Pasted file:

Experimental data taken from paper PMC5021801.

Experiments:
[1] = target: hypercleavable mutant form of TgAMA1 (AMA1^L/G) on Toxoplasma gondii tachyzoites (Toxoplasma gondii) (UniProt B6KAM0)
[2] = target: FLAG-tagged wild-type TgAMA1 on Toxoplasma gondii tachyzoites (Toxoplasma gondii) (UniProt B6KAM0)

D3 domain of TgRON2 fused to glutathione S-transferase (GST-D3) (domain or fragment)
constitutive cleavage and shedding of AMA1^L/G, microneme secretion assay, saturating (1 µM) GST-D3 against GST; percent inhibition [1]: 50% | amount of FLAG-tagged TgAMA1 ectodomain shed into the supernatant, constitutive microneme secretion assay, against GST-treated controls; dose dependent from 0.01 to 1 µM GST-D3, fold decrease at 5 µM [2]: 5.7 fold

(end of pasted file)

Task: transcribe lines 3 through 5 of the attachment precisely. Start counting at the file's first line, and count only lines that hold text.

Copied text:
[1] = target: hypercleavable mutant form of TgAMA1 (AMA1^L/G) on Toxoplasma gondii tachyzoites (Toxoplasma gondii) (UniProt B6KAM0)
[2] = target: FLAG-tagged wild-type TgAMA1 on Toxoplasma gondii tachyzoites (Toxoplasma gondii) (UniProt B6KAM0)

D3 domain of TgRON2 fused to glutathione S-transferase (GST-D3) (domain or fragment)